The picture depicts Farryn, who has black ethnic hair, with subtle blonde highlights. Hooters management told the fired waitress to change it back to her natural hair color after she arrived to work with blonde streaks. She explained to her supervisors that she could not afford to have the highlights removed, and was later terminated for what the restaurant chain explained as an “improper image.”
The fired waitress didn’t think her blonde highlights were as big a production as Hooters made it out to be. As a matter of fact, as a licensed and professional hairstylist, this Hair Care Examiner feels Farryn’s hair color complements her skin tone and doesn’t over power her natural color, but enhances it.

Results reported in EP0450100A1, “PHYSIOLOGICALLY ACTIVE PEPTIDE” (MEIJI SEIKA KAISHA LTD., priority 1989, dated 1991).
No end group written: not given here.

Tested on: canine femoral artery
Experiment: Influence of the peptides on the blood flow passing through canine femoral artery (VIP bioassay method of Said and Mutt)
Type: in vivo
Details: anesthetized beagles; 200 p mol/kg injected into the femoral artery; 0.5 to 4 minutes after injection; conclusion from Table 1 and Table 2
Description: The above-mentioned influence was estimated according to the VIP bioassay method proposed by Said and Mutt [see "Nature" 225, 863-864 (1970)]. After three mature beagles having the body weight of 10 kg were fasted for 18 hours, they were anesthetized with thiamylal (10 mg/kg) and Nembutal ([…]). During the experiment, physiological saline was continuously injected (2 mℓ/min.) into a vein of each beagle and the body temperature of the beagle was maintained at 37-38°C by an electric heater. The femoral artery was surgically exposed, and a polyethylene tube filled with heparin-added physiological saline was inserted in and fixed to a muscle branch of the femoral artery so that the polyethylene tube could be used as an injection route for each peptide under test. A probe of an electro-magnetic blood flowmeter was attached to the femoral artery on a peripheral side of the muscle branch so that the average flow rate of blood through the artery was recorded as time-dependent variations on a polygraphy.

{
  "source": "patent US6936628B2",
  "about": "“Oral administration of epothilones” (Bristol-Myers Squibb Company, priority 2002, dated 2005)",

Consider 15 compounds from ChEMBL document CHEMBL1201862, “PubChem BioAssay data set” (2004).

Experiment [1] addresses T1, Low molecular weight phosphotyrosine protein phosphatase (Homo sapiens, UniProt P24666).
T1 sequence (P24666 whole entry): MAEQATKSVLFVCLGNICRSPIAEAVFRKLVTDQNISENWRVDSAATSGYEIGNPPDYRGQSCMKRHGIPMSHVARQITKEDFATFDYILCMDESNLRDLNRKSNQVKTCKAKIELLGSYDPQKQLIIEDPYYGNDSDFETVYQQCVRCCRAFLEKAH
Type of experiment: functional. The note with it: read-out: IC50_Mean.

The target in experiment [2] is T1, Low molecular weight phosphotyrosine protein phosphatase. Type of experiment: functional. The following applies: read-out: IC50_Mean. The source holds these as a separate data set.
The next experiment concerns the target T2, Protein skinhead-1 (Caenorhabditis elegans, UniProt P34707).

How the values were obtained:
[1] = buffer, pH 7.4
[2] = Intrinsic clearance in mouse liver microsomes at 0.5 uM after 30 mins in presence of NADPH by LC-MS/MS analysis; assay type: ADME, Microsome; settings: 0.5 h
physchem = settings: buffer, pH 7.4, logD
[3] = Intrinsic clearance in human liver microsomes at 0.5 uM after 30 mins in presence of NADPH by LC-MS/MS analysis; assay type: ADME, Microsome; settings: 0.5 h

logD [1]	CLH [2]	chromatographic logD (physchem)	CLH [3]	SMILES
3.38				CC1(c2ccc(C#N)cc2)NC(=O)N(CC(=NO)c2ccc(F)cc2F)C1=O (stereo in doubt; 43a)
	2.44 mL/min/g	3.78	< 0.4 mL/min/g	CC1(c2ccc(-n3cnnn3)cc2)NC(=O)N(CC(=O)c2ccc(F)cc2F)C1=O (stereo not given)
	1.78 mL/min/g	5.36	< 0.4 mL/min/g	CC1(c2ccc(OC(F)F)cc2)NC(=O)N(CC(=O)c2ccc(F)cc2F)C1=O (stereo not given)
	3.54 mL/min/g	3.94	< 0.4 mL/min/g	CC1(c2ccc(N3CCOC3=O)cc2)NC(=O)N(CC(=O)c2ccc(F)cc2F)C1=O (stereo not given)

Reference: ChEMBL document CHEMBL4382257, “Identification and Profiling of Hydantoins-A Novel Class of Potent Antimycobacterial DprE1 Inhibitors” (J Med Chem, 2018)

I didn't see that it would be a big issue just because there were a lot of other employees working at the restaurant of other races with color in their hair. For instance, there were Asian girls with red hair and Caucasian girls with black hair and blond streaks, so I didn't think it would be an issue for the little piece of blond highlights in my hair.
"Black women don't have blonde in their hair" is what was told to the fired waitress from Hooters, which can be seen in the attached video. It seems the management has not seen Beyonce or Mary J. Blige. Black women can most certainly sport blonde highlights, especially when done right, and it appears Farryn's hair was. The fired waitress has short, cropped hair, which helps to maintain the color and keep it healthy, especially on fine, ethnic hair.
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